I am not sure what happened. I assumed that once the diapers came off the busyness of life with kids would begin to settle down.
Boy was I wrong!
It’s actually more like: once the diapers came off, we immediately filled the water bottles, put on the cleats and leotards, threw a ball in the car and headed to the gym or the field!
Life is busy and if we are not intentional about staying connected as a family, my husband and I find ourselves exchanging quick goodbyes over fountain drinks and ketchup packs. He will be headed to the right with a few of our girls and me to the left with whoever remains!
“Divide and conquer” becomes our motto and basically our method of survival!
Know what I mean?
Thankfully, one of the first conversations my husband and I had as newlyweds was with a mature couple about setting goals and boundaries. I can honestly remember listening to this conversation and respectfully thinking, “Duh.”
They said things like…
Every good opportunity is not for you. Set your goals and measure your opportunities against the direction your family is headed.
Take time together to reevaluate where you are headed. Consider what’s important to you. Pray for direction.
Now, ten years later, we typically find ourselves sitting on the other side of this conversation. However, I often find myself reflecting on these words of wisdom and contemplating our need to update and apply these concepts to my busy, at times chaotic life.
Maybe you are like me and thinking, “duh!” But maybe there’s a slight chance you are reading this while sitting in a carpool line with your to-do-list hanging on your dashboard, a few sets of cleats, jerseys and ballet slippers sitting in your passenger seat. Maybe a relaxing evening at home is hiding out in your imagination and you have no earthly idea how you will ever accomplish all that you’ve committed to while keeping your sanity.
Here are 5 handy tips to help us refocus and reclaim our time!
1. Set goals as a family
Before every new “season,” sit down with your family to set a few goals, even if they seem trivial or menial. You might want to serve as a family at a local outreach, but there is no way that can happen if you have football, soccer, and ballet every night of the week....believe me I know! You might decide that you want to intentionally get to know your neighbors, which may mean leaving some time open on a Saturday or Sunday!
2. Discuss your family’s boundaries
Before you plan out your calendar, decide what you are NOT willing to do. That might look like deciding that whatever you commit to, you WILL have an average of 2-3 meals a night together as a family, spending quality time together. It might mean that you will intentionally monitor the times the television is on or the amount of time your children are playing games with screens (iPods, iPhones,”iWhatevers). If you don’t set your boundaries, they will be set for you...believe me I know this too!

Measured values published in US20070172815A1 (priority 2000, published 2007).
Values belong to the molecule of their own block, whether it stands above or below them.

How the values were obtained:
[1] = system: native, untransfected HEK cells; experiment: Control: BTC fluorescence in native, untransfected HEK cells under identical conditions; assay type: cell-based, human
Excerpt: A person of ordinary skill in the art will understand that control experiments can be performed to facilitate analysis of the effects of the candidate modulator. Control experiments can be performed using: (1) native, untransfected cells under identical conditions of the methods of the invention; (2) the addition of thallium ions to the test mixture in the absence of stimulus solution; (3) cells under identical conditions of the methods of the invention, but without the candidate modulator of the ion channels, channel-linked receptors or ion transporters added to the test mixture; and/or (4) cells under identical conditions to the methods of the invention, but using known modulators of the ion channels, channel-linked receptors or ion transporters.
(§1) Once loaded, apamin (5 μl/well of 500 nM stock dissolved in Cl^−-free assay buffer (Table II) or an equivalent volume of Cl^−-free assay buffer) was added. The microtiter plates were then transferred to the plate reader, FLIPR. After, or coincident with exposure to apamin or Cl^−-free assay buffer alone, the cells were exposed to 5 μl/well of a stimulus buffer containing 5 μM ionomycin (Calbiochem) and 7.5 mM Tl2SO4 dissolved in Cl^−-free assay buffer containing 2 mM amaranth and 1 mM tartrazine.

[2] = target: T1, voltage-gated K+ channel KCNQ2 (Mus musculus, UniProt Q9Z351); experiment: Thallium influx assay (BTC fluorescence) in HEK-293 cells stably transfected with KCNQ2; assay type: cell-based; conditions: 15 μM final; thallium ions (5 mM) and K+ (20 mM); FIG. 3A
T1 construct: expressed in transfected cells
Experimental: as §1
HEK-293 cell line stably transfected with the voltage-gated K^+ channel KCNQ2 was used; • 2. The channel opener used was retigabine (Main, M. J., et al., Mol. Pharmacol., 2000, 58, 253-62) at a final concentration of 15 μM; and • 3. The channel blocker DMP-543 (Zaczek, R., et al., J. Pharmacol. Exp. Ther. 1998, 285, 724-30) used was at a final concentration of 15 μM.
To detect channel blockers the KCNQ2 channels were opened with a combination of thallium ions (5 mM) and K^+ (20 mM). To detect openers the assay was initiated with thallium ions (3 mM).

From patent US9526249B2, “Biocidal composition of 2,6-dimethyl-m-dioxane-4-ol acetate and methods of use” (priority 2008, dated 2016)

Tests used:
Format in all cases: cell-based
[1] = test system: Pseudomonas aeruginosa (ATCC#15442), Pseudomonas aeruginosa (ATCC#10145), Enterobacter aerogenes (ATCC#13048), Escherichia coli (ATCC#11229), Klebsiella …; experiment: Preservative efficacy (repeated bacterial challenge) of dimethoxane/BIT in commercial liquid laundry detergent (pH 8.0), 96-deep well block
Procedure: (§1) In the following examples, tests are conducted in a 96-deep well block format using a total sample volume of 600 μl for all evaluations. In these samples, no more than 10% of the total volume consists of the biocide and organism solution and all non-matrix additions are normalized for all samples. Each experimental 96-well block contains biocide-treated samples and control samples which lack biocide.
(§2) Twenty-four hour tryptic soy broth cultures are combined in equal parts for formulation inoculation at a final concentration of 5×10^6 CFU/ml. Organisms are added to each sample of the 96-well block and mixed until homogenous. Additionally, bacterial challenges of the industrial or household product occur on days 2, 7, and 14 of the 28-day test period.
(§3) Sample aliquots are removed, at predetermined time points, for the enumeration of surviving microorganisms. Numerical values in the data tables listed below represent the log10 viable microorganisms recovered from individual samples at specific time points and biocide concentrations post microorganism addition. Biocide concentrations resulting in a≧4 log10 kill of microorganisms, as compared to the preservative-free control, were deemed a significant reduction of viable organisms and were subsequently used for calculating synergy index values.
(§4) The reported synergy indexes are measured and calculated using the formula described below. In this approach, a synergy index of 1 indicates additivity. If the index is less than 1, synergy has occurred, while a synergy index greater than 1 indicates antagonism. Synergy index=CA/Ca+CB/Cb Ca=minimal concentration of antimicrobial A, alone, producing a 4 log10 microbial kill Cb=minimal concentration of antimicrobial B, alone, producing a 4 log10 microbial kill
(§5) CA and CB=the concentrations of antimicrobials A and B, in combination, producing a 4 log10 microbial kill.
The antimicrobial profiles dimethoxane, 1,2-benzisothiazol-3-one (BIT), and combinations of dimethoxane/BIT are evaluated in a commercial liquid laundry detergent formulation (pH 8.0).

3. Envision the memories before you create them
While you are setting goals and creating boundaries, decide in advance a few of the memories you’d like your family to have. This will look different at every stage of life, but think about the conversations your kids will have as adults. What things would you like for them to talk about it? Do you want those conversations to include things like how you spent one day a month serving your community as a family or family “Stay-cations,” or road trips? It helps to envision the future while planning the days!
4. Limit extracurricular activities
In our house it is one activity/sport per child at a time (yup that's all I can handle!), and we rarely carry that load every season. You need to decide what that looks like for you!
5. Plan a menu and embrace the dinner table...buy a crockpot!
Create a normalcy of sit down dinners or breakfasts or whatever works for your family. Then set some rules like “No getting up from the table during the meal,” or “No singing at the table,” or “No TV at the table.” It takes work, but you will be shocked at how much good family time you can have together in a single hour around an organized meal.
This is definitely one of those post that I wrote for myself...praying that you are able to pull some helpful tips from it as well!
Wynter Pitts is the founder of For Girls Like You, a ministry to girls (age 6-11) and their parents, that includes a quarterly print magazine, journal, and other print and web resources. Wynter has a passion and drive to introduce young girls to Christian values in a way that they are able to palate and digest, so they can walk passionately and boldly in who God has created them to be. A native of Baltimore, Maryland, Wynter resides in Dallas, Texas. You can find Wynter on Twitter and Facebook, and at her site, http://www.forgirlslikeyou.com/.